Loading images...

Support GFC
Global Forest Coalition is an international coalition of NGOs and Indigenous Peoples’ Organizations defendending social justice and the rigths of forest peoples in forest policies.

Archive for the ‘REDD’ Category

GFC’s Annual Report 2013

Share

 

We are happy to bring to you our Annual Report for  the year 2013.Find out about our work and the development of our campaigns spanning from India to Colombia and beyond!

45th issue of Forest Cover, the newsletter of the Global Forest Coalition

Share
We are happy to announce the 45th issue of Forest Cover, the Global Forest Coalition newsletter on international policy processes related to forests and forest people’s rights. The editorial by our Board member Mary Lou Malig describes some of the main implications of the outcomes of the last Ministerial meeting of the World Trade Organization, followed by an overview of the latest climate negotiations and how current agreements like REDD+ fail to address key drivers of forest loss and climate change like unsustainable livestock production. Read more »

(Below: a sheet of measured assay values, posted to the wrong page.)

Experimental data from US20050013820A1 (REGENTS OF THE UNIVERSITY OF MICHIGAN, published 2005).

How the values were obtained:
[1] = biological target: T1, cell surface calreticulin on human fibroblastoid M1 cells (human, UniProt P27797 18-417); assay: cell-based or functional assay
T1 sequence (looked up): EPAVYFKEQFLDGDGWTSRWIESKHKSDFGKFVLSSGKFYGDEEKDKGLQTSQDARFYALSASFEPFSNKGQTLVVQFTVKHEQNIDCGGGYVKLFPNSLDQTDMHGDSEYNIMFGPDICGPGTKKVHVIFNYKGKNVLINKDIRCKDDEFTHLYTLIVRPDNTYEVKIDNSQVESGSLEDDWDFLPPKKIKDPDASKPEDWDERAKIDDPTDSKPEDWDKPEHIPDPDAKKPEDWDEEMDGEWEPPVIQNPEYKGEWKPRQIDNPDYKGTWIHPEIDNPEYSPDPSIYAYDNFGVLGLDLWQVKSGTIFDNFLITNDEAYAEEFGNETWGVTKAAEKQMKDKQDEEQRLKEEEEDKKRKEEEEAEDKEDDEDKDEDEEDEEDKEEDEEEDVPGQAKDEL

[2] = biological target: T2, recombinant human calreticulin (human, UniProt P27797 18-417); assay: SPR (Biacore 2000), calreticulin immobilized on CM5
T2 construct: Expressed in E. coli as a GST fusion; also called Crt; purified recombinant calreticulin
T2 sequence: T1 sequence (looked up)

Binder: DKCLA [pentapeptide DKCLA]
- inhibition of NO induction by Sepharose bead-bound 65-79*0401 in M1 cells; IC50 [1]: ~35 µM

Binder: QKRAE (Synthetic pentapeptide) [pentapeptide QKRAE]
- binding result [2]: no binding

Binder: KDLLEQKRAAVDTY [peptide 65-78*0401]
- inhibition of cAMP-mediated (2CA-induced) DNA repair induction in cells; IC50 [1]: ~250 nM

Turning Forests into Fuel for the New ‘Bio-economy?’: What Really Happens When Forests are Commodified-Voices From Around The World

Share

Extensive monoculture tree plantations in South Africa. Photo: Isis Alvarez.

Doha, Qatar- As Governments gathering for the 18th Conference of the Parties of the UN Framework Convention on Climate Change (COP18) continue discussions on the need to address the drivers of forest loss, the Global Forest Coalition [1], today launches a video repository [2] that tells a powerful story about the commodification of forests as a key driver of climate change. This can only worsen as new industrial ‘bio-economy’ strategies come into play.

The repository brings together key videos produced and directed by a wide range of groups and communities, clearly demonstrating that Indigenous Peoples and local communities in countries right across the world are encountering and challenging the same problems with the rapidly expanding commodification of forest resources. Forests, their biodiversity, and their inhabitants are under attack as never before. In addition to existing problems, such as illegal logging and the clearing of forests to grow food crops for export, a variety of new policies threaten to escalate the situation dramatically. These include the production of biofuels, and the new industrial ‘bio-economy’ approach, which aims to replace fossil fuels with biomass (including from trees), both as an energy source and to provide the raw materials for a new phase of industrialisation [3]. Read more »